Appearing to be Right

15With this assurance I wanted to visit you first, so you might have a double blessing. 16I wanted to pass through Corinth on my way to Macedonia and again as I returned from Macedonia, and then have you send me on to Judea. 17Was I being fickle when I wanted to do this? Do I set my desires according to human standards, so that with me “No” is both “No” and “Yes”? — 2 Corinthians 1:15-17

Some of you want me to go on quoting until Paul tells us that in Christ it is always “yes.” But that’s not the point of this devotional. Go read 2 Corinthians 1 and 2 for yourself to get the entire picture. It’s interesting that Paul’s point in telling us about how faithful Jesus is was not really so much to tell us about Jesus, as to let us know about how he was faithful in following the faithful Jesus. In other words, I could paraphrase what he’s saying to the Corinthians here as, “I preach Jesus who was faithful, and in carrying out his mission I’m faithful too, not fickle.” Paul was living the gospel he preached.

I was thinking about this passage in the shower this morning, and it suddenly connected with something in my life, and I think it’s something many of our readers might connect with as well. You see, I have some difficulty making the big decisions. I like to think about all of the ramifications, the impact on everyone both now and in the future, and be sure that I’ve got everything just right. Unfortunately, despite my best efforts, it doesn’t always work out that way.

Jody, on the other hand, makes decisions quite quickly. I don’t think her decisions are any worse or less thought out than mine. They may be better on average. Her mind just operates a bit faster. But when the decision is made, we still can both find ourselves in the same situation. There will always be people who don’t really like what we decided, sometimes even when it’s not really any of their business.

I’ve been struggling to make a decision, and finally made it yesterday. I know some people are not going to like. Some people are going to object to the timing. Some people are going to be astonished. Now don’t think it’s all that earth-shattering. What I’m illustrating here is not the extreme importance of the decision I made, but the fact that when you make decisions, if other people know about them, they’ll feel free to criticize and misunderstand.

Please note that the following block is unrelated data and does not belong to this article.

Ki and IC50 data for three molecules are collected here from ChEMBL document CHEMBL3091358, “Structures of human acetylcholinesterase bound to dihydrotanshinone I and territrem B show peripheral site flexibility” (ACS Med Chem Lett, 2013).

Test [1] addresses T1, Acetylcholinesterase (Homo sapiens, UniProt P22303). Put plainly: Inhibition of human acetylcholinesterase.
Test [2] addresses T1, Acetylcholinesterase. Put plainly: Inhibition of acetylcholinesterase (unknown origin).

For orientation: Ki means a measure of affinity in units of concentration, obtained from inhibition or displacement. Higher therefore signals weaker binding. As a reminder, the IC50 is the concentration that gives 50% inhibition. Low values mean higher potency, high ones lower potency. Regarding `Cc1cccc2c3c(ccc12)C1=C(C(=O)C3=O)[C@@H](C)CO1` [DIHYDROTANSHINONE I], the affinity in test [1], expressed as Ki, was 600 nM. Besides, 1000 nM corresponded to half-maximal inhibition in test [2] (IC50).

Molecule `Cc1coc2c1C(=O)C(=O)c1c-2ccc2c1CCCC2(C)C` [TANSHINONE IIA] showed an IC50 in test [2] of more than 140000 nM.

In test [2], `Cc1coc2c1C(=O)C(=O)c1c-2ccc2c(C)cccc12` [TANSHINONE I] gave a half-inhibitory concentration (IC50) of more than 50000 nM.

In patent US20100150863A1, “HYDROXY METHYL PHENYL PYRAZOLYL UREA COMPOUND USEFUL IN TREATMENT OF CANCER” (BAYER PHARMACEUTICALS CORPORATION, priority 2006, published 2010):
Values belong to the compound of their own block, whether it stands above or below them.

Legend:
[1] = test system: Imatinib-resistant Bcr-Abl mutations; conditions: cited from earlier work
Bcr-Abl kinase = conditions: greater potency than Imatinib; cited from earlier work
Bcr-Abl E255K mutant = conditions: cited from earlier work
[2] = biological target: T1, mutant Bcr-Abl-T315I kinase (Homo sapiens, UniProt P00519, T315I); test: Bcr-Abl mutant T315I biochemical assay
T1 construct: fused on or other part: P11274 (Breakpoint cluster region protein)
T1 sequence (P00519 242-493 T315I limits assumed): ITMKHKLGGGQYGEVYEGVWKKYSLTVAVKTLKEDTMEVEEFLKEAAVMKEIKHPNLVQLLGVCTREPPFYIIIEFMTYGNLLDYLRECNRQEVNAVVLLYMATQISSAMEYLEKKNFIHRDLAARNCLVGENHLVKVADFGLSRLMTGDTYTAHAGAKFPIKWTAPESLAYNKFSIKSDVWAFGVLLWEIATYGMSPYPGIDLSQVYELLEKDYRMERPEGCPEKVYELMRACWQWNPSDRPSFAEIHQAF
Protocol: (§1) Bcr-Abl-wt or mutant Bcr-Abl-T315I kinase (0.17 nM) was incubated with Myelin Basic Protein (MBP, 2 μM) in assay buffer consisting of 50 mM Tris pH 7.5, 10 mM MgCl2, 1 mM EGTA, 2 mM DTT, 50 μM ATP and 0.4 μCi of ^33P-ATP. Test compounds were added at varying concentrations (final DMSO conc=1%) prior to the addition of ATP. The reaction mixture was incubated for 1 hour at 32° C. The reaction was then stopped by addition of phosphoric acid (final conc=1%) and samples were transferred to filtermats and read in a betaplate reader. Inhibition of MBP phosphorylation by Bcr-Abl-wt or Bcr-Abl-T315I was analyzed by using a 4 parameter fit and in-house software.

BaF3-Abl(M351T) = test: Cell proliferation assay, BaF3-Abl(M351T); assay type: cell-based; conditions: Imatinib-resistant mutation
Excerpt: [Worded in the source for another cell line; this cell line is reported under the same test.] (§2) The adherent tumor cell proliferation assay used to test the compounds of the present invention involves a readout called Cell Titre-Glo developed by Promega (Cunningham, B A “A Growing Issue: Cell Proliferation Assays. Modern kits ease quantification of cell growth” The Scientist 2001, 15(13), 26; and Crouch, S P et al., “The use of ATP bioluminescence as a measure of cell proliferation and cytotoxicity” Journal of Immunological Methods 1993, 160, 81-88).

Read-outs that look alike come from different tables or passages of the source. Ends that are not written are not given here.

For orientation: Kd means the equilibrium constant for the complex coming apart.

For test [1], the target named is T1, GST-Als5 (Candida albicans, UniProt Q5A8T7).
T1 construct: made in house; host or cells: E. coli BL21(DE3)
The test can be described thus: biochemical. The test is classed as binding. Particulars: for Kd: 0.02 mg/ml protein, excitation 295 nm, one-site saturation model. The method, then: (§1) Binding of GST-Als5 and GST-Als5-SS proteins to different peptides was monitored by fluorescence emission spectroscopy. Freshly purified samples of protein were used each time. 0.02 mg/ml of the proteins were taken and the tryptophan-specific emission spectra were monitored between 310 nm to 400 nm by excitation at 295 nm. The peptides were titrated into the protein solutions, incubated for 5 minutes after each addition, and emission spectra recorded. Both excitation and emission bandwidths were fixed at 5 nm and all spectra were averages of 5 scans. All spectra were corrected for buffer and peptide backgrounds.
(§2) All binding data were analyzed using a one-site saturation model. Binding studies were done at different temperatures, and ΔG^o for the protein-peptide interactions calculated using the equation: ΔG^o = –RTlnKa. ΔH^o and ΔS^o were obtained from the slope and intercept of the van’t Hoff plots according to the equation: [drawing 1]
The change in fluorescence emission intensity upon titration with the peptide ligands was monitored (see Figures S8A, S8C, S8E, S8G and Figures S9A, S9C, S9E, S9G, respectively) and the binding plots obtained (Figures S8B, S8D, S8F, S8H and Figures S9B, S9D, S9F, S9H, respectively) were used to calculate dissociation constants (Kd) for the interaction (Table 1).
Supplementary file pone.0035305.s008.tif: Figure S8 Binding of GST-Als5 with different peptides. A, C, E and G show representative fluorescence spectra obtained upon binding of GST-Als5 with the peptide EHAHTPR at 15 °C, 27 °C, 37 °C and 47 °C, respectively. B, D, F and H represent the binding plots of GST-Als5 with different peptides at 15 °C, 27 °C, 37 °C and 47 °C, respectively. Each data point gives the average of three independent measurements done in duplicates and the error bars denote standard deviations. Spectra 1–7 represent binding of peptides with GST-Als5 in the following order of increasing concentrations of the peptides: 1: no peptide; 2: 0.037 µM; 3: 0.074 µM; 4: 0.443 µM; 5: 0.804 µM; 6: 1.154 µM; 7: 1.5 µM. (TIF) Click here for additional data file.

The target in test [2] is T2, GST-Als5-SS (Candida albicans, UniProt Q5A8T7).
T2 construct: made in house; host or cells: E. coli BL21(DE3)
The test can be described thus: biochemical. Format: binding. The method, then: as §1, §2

I then thought about Paul and his correspondence with the Corinthian church. Depending on how you read certain passages, we can be certain Paul wrote at least three letters to Corinth, almost certain of four, and one might go even for five or six. In the ones that we have (two to four, if the view of some scholars that 2 Corinthians actually combines two or three letters is correct), Paul is constantly explaining himself. The Corinthians seem completely determined to misunderstand what Paul says and does.

Paul goes to much effort to explain himself, and that’s what he’s doing in our passage. He’s trying to make sense of what was probably a difficult decision to make. I suspect that considering communications in that time, and the complexity of Paul’s work, he had to change his mind numerous times. He may even have developed a reputation for not being very reliable, not because he was unfaithful, but because he had to change plans to meet needs along the way.

Here’s what came to me in the shower. Take it for what it’s worth! If Paul had to explain himself for these decisions, why should I worry that certain people will misunderstand little decisions that I make? I will never satisfy everyone. That’s not an excuse not to take everything into consideration. It just means that once I’ve done the best I can, I can leave the rest in God’s hands. If questioned, I have the truth.

God is faithful, and his followers should be. But remember that just because you are questioned doesn’t mean you have failed. You won’t always appear to be right.

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